The book was a wonder. I listened on audio. The interview with Boo was the best for me. Instead of a composite of general experience, to hear that these were real, named individuals. So powerful. Boo reminds me of a film-maker here in Seattle, in ‘Great Speeches from a Dying World’ he hung out with a range of street people for a year. Had them speak great words from people like Gandhi and Sojourner Truth. we met two of the people at the screening. It seemed that just being visible to the filmmaker in relationship and in the film had done mighty things in several of the lives witnessed. Giving voice and dignity and recognizing humanity was in itself an act of great worth. I can only imagine the worth to those in her book of both her attention and honest and careful rendering.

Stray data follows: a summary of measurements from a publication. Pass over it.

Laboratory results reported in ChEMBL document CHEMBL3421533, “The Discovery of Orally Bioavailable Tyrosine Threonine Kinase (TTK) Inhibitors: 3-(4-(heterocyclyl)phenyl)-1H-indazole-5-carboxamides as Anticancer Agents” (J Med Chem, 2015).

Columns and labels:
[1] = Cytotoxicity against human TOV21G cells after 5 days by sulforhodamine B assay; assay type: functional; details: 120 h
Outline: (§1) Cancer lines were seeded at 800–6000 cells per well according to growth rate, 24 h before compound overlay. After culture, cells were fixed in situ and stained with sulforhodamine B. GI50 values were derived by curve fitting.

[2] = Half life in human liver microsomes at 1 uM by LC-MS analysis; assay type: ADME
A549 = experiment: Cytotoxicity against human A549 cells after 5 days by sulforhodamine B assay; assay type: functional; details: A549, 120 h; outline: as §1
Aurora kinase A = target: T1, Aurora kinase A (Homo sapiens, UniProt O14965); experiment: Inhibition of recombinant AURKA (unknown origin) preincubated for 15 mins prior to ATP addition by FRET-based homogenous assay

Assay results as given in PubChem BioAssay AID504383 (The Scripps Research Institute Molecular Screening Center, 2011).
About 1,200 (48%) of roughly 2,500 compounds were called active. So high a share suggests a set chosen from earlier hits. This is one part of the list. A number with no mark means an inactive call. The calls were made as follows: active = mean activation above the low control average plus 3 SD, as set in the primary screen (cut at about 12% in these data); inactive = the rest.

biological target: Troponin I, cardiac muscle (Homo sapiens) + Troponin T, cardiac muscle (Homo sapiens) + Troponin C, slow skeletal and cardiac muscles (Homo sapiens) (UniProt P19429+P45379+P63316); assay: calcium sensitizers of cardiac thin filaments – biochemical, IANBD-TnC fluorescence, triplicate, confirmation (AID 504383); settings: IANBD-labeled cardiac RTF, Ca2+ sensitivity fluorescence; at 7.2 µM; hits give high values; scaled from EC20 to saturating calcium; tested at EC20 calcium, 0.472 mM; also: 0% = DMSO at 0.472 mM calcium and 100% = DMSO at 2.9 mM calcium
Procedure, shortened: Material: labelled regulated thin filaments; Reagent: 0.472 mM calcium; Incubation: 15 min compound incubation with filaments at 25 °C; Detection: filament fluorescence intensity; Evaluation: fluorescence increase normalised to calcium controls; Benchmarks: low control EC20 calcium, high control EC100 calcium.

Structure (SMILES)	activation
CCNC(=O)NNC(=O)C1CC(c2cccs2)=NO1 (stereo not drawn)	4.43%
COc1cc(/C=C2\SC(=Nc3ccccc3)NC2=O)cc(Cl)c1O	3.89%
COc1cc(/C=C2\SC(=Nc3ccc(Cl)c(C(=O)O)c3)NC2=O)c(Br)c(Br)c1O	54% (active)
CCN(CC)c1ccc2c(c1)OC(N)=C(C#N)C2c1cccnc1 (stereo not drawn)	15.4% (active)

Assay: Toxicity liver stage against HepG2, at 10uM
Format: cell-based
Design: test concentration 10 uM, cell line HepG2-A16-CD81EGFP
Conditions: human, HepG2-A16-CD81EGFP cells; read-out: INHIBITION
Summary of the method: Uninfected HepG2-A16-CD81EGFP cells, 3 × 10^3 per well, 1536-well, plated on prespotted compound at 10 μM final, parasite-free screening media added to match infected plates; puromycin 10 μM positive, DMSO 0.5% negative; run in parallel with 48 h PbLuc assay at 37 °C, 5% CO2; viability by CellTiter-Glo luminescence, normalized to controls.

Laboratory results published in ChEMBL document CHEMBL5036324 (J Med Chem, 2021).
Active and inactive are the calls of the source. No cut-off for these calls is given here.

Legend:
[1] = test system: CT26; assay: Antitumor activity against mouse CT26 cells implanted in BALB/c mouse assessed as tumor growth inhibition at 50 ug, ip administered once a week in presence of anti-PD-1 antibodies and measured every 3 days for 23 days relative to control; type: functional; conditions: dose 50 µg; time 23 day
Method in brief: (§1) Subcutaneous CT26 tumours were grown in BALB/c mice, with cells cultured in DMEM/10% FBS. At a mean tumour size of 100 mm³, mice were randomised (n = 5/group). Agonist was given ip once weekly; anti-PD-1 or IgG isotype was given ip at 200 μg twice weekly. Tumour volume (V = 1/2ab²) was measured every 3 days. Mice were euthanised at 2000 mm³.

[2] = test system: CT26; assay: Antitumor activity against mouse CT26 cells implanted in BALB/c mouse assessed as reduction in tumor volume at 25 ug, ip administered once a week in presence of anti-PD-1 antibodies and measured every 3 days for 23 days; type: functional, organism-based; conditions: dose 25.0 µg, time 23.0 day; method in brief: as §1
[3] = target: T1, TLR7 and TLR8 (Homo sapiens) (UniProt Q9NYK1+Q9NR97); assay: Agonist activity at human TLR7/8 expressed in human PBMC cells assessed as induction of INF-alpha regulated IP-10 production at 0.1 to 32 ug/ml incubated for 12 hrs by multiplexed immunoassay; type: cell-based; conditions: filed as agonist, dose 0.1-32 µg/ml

• Interesting that the audiobook included an interview with Boo. Great Speeches from a Dying World sounds well worth watching. I’ll have to see if I can find a copy.

      • Anne-Marie

        I mentioned it because of the effect the filmmaker had by listening. Boo seems the same. And I don’t have the book. Perhaps it’s the same interview transcribed?

    • Rachel ‘Pieh’ Jones

      I also love that she named the people with their real names, no hiding, no obscuring, and they knew it. Susan Sontag also writes about why it is important to name people, seems the most common people to lose their names are the poor or oppressed. We never don’t write Brad Pitt.

  • Helen

    This is an incredible book. I loved the fact that Boo told these stories so honestly and with such respect for all those she met. These are the stories the world needs to hear. The stories of the hope and despair, the joy and the heartbreak, the battles and communities that lie behind the images and soundbites that flash up on our TV screens. As the book shows, there are no easy answers, there are no “good guys” or “bad guys” there are simply people, wonderfully human, broken and flawed people who are searching for their chance, their opportunity, their hope.